Sweden added to China-Europe rail freight corridor
The first container trains to directly link China and Sweden are now a reality, thanks to Scandinavian logistics supplier Greencarrier Freight Services’ first hand-experience of the of the Far East and its strong environment-friendly credentials which it says are now so important to customers.
A successful offshoot of the Greencarrier Group, which was set up in 2000 in Gothenburg, Greencarrier Freight Services has already been operating a steady stream of FCL and LCL container train services out of China, along the northern corridor through Russia and Belarus before terminating in Warsaw, Poland.
Goods have traditionally been cross-docked at a warehouse in Karpin, just outside Warsaw, before being taken onward by road to their final destination. The new service however sees containers being unpacked in Hamburg and reloaded onto rail wagons for onward transportation to the Swedish market. Hallsberg is Greencarrier Freight Services’ hub for this service, and the lead time from Hamburg to here is 2-3 days.
Leading this initiative for Greencarrier Freight Services is Rail Freight Manager Johan Ignell.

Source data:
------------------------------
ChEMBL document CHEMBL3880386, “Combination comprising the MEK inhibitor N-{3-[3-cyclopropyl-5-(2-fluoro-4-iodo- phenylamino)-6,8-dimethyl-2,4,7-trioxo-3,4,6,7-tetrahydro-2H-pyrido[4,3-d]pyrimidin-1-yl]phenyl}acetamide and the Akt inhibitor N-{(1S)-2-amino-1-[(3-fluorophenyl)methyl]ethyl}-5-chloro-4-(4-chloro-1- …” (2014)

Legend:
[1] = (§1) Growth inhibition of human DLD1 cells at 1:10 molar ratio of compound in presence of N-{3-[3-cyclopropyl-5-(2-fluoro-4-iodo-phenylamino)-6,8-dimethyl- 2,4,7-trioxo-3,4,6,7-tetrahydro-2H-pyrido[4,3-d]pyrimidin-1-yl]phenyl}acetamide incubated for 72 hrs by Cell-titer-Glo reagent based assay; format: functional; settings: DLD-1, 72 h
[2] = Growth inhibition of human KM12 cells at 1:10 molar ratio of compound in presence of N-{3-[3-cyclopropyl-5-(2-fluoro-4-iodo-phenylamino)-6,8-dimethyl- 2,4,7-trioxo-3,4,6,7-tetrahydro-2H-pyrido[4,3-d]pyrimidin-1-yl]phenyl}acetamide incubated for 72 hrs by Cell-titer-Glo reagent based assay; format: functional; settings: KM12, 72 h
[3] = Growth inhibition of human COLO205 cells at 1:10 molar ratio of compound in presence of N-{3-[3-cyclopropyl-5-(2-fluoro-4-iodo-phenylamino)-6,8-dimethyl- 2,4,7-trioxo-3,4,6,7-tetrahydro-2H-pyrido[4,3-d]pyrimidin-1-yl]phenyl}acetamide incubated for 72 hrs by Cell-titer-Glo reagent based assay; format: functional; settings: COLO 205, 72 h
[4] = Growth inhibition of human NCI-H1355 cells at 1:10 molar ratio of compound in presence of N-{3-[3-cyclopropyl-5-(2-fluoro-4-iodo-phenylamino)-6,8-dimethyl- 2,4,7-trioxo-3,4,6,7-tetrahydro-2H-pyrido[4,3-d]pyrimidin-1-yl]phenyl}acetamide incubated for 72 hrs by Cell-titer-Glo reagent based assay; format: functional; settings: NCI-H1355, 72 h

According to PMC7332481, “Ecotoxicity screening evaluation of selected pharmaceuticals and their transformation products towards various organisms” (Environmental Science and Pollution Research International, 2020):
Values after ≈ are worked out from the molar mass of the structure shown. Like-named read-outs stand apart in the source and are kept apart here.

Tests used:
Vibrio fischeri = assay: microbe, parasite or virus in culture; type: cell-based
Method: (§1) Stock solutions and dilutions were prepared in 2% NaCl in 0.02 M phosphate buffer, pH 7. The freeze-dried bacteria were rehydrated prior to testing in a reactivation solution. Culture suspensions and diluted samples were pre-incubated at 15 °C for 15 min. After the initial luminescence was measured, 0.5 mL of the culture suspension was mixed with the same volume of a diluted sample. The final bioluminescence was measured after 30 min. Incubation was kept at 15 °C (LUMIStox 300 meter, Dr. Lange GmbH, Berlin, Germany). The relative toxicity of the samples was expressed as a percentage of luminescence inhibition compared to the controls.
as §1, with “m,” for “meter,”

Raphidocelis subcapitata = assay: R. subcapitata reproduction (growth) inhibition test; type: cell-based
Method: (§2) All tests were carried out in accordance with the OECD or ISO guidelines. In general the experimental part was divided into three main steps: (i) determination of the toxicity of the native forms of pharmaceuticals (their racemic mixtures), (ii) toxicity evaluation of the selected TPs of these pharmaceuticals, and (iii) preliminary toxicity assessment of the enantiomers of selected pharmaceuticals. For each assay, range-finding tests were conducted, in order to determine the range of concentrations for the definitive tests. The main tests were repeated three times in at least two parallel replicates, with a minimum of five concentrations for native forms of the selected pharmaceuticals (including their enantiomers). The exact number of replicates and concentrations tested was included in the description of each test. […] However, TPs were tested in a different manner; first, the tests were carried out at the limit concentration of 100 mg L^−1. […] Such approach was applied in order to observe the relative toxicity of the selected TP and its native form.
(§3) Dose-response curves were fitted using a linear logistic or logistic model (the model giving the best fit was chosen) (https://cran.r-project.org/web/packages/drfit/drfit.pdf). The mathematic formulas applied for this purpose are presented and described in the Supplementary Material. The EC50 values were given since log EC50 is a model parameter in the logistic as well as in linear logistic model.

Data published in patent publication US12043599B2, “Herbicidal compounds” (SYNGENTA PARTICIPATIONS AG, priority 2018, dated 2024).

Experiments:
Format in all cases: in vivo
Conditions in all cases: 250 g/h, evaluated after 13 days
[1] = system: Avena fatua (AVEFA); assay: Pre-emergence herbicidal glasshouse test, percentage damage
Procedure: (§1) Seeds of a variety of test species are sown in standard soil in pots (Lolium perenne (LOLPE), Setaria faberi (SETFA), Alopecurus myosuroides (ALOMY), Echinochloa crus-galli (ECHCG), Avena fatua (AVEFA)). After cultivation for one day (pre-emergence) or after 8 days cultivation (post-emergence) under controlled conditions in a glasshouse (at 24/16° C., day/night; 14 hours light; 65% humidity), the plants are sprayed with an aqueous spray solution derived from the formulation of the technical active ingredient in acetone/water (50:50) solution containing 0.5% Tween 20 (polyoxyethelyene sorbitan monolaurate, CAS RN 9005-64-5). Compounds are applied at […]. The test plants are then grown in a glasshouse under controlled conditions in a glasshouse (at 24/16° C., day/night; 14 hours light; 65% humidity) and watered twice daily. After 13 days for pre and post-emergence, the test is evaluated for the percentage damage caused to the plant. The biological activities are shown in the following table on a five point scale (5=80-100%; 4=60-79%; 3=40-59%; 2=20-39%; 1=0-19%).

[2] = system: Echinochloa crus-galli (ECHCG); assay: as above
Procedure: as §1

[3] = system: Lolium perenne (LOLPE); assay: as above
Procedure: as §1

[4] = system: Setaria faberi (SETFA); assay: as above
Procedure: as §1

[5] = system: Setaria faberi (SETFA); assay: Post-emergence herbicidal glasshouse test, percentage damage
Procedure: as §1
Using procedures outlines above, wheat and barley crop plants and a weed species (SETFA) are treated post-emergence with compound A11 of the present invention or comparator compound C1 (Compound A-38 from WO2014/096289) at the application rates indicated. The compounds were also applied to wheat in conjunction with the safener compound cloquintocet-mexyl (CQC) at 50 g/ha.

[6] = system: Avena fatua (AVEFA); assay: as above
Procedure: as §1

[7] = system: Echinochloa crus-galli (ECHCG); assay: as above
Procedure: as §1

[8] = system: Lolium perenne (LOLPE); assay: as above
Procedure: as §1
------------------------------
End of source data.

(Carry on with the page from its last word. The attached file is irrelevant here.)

Having previously spent two years with the group in Shanghai, there are few better placed than him to assess the demand and manage the flow of trans-European rail freight, which is now going straight into the heart of Scandinavia.
“At the moment we?re only operating FCL via this setup in Hamburg, but we?re investigating the possibilities to send LCL as well,” said Ignell, who is also rightly proud of Greencarrier Freight Services’ environmental credentials. “The best part is that we reduce the CO2 emissions by 19.5 per cent compared with the setup via Warsaw because we have less miles on trucks and utilise rail a longer way,” he told RailFreight.
“Customers have high demands and high expectations – they are looking for more than just a regular service. For us it is not only for the financial aspect, but our name as Green Carrier also stands for the environment – that is very important for us. That goes for the top management, right through the company,” added Ignell, who was previously Trade Lane Manager, with a specific focus on the Far East markets.
“This product is part of our Green Smart Transport Solutions which we?re promoting a lot in order to achieve our target to reduce CO2 emissions by 15 per cent by the end of 2017 compared with 2015,” said Ignell, who was based in China from 2014-2015.
“Rail is a more sustainable solution than air freight, and that’s something which we have stressed to potential customers.
In the last six months we have seen that more and more customers are realising that the ‘One Belt, One Road’ solution is a reality. But to change attitudes takes time.”
Looking ahead, Ignell is very confident over the future of the Europe-Asia rail freight corridor: “Rail will be even more sustainable, and I can only expect demand to grow. We really see a big increase in demand, and more and more services are developing.
In 2016 about 1,800 block trains were sent in by this route and by 2020 the expectations are for 5,000 block trains.
It’s not often that freight forwarders can offer a new mode of transport like this which brings both environmental and cost merits.”